McDavid gets an injury scare

The Oilers are no strangers to crossing their fingers about Connor McDavid‘s knees. McDavid suffered a scare on Saturday, but the early word is optimistic. Dave Tippett told reporters that McDavid only suffered a bruised knee, and that it’s nothing serious.

Still, it’s a situation to watch, what with McDavid getting the knee iced during the game and also afterward.

Pronger honored

The Blues announced that Chris Pronger’s number 44 will be retired. It’s remarkable to ponder just how much Pronger accomplished with the Blues — including winning a Hart Trophy — and yet just as many people remember him most for impressive playoff runs with the Ducks, Oilers, and Flyers.

(On that note: I still believe Pronger should own at least one Conn Smythe Trophy.)

Saturday’s other best highlight

Honestly, this warrants a mention for Ilya Kovalchuk‘s celebration alone. It’s as if Kovalchuk is a totally new person (or his old self?) with the Montreal Canadiens.

Factoids

  • Kovalchuk moved into third place in NHL history with his 17th overtime goal (Sportsnet Stats).
  • Blackwood became the second Devil to generate shutouts in consecutive appearances. Good luck catching Martin Brodeur, though, being that he’s done so on eight different occasions. (NHL PR)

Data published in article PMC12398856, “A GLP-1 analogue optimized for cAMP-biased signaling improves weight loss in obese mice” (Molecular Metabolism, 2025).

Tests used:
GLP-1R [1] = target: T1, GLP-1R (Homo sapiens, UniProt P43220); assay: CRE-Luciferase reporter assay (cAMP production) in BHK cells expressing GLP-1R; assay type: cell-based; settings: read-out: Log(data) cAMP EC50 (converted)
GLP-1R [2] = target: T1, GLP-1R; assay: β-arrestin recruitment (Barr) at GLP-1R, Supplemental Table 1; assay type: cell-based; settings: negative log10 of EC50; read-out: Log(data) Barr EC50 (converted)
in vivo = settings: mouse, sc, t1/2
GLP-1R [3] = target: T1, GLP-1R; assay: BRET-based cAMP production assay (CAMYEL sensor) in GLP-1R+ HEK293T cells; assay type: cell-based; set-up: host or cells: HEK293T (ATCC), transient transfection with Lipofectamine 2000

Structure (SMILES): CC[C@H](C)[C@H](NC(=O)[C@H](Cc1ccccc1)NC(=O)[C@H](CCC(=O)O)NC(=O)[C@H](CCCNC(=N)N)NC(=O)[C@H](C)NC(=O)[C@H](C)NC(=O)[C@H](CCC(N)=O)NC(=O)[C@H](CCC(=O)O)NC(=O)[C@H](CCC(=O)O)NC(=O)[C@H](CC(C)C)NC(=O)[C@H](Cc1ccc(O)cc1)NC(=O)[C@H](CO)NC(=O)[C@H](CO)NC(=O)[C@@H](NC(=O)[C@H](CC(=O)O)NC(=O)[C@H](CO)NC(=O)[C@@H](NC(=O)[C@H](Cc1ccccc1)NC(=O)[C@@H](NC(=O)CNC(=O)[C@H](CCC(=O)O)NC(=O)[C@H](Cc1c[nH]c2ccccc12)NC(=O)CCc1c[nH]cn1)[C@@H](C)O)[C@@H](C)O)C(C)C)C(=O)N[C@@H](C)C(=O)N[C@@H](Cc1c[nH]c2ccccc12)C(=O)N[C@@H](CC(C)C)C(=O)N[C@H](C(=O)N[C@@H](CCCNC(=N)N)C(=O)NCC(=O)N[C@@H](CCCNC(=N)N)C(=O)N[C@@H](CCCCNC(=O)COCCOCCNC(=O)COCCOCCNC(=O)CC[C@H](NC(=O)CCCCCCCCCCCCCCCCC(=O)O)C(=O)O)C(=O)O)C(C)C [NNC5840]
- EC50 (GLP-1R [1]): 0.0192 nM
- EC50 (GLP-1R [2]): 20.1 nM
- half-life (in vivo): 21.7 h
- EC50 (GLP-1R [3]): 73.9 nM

• Nikita Kucherov ranks as the fifth player during the last 30 years to generate at least five different point streaks of 10+ games during the span of three seasons. Wayne Gretzky managed six from 1989-90 through 1991-92. (NHL PR)
  • Tanner Pearson continues to quietly produce for the Canucks. He’s tied for the second-highest total of points on the team since Nov. 12 with 34. (Sportsnet Stats)
  • Giroux generated his 800th regular-season point on Saturday. That places him fourth in Flyers history, and only 83 behind Bill Barber for second. Bobby Clarke will be tough to catch at 1,210, though. (NHL PR)

Scores

WPG 5 – OTT 2
BOS 4 – ARI 2
MTL 2 – TOR 1 (OT)
TBL 3 – NYI 1
PIT 3 – FLA 2
NJD 3 – LAK 0
PHI 7 – WSH 2
COL 2 – CBJ 1
EDM 3 – NSH 2
DAL 3 – STL 2 (OT)
CGY 6 – VAN 2
CAR 6 – VGK 5 (SO)

James O’Brien is a writer for Pro Hockey Talk on NBC Sports. Drop him a line at phtblog@nbcsports.com or follow him on Twitter @cyclelikesedins.

Habs’ Domi using special sticks to further diabetes awareness